If it were possible to wear out MP3s then my precious handful of Aeroplane singles would’ve degraded into unlistenable digital-fuzz months ago. My last.fm groans under the weight of playcounts for the likes of ‘Pacific Air Race’, ‘Whispers’ and ‘Above The Clouds’, whilst as DJs their monthly mixtapes are downloaded in their thousands. Up to now, everything Aeroplane have touched has left behind a shimmering contrail of languorous disco, a sound that’s as effortless as it is affecting. But with the release of debut album We Can’t Fly there seems to be a problem. And I don’t really know where to start.
You see, this is less of an album, more of a giant arcing 48 minute sonic curveball. Since the Aeroplane duo split back in the summer, lone pilot Vito de Luca seems to have expanded their sound at roughly the same rate as The Big Bang. What we’re left with is a protracted voyage into musical travel-sickness, an album that’s nothing short of bewildering.
Let’s take ‘I Don’t Feel’ for starters. It kicks off like an enraged Tina Turner fronting Huey Lewis and The News: "I hear the footsteps drop and I knock on the doooooor!" she cries, in what is honestly the most vulgar opening five seconds of any song I’ve ever heard in my life. Then there’s an arpeggiated breakdown which sounds like the music to signify a contestant running out of time on National Lottery Jetset. Soon meaty power chords join in and there’s an Emerson Lake and Palmer synth solo. And then there’s another breakdown. And then it ends. OK?
‘Good Riddance’ is, and I’m quoting from the press release here, a ‘low-slung slice of honky-tonk soul.’ I can assure you it’s an enormous slice of WHAT THE FUCK IS THIS???? Whilst closing song ‘We Fall Over’ is perhaps the most inexplicable of all, building in a way that’s hugely reminiscent of Sigur Ros’s ‘Hoppilpolla’ before inexplicably petering out in a mid-bar musical cut-n-shut that frankly, beggars belief.
Throughout, We Can’t Fly is brazenly referential, with De Luca cherry-picking from an enormous smorgasbord of genres, and hurling them all together in a way that’s often just plain confusing. There are bluesy guitar solos everywhere, regardless of the musical context. When one ruptures the dreamy electronic haze of ‘London Bridge’, it's as if Mark Knopfer has accidentally strolled into the wrong studio, laid down some licks, and then snuck off without anyone noticing. Gone is the poise, the control, the restraint of Aeroplane we knew and loved. In its place is hollow grandstanding and contrived nods to every questionable Eighties trope from Roger Troutman (check out the vocoder on ‘Superstar’) to Survivor (near enough every song could feasibly soundtrack a Rocky training-montage.) ‘Fish In The Sky’ sounds so much like Europe that it’s hard to know where the irony-ends and the post-irony begins.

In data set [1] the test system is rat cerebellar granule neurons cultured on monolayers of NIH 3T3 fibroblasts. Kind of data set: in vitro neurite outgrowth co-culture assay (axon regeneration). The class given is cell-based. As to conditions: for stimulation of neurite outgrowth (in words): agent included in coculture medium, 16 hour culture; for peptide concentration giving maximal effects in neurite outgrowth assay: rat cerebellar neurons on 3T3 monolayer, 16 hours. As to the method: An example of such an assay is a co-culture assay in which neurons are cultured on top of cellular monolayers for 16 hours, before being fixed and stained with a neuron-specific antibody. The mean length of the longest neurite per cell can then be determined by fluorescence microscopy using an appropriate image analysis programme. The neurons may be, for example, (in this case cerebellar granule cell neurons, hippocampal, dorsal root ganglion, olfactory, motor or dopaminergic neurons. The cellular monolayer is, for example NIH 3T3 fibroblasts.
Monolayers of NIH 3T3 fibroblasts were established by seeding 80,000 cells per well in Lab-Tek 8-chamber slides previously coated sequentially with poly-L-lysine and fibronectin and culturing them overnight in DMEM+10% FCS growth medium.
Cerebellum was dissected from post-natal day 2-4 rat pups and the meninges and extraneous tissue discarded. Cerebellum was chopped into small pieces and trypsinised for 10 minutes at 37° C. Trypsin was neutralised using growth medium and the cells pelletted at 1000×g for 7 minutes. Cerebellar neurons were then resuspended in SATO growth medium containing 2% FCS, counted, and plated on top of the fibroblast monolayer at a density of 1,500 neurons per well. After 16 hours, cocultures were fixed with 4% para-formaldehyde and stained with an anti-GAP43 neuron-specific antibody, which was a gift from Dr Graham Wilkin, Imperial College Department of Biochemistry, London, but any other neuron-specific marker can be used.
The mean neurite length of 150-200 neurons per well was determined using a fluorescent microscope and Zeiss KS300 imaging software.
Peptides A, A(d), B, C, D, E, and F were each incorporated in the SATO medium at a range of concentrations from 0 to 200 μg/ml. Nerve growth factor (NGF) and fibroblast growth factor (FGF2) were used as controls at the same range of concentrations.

For such a talented musician as De Luca to cast his net so wide and yet land so little seems like a terrible waste. The diverse influences here aren’t assimilated into something fresh and cohesive; they’re just idly copied and pasted, smothering any semblance of personality or meaning. Songs like ‘The Point of No Return’ and the afore-mentioned ‘Fish In The Sky’ therefore just sound like a pointless exercise in copying. A Pink Floyd soundscape here, a Rick Wakeman prog-gasm there, who cares?
When 2007’s gorgeous 'Caramellas' crops up at track nine it somehow feels simultaneously perfect and yet utterly lost in this context-free calamity. Along with the deliciously slick 'My Enemy' and recent single 'We Can’t Fly' they serve as an exasperating reminder of just how good this album might have been. Instead these tracks merely serve as Aeroplane’s black-box, sole survivors pulled from the flaming wreckage.
4Hayden Woolley's Score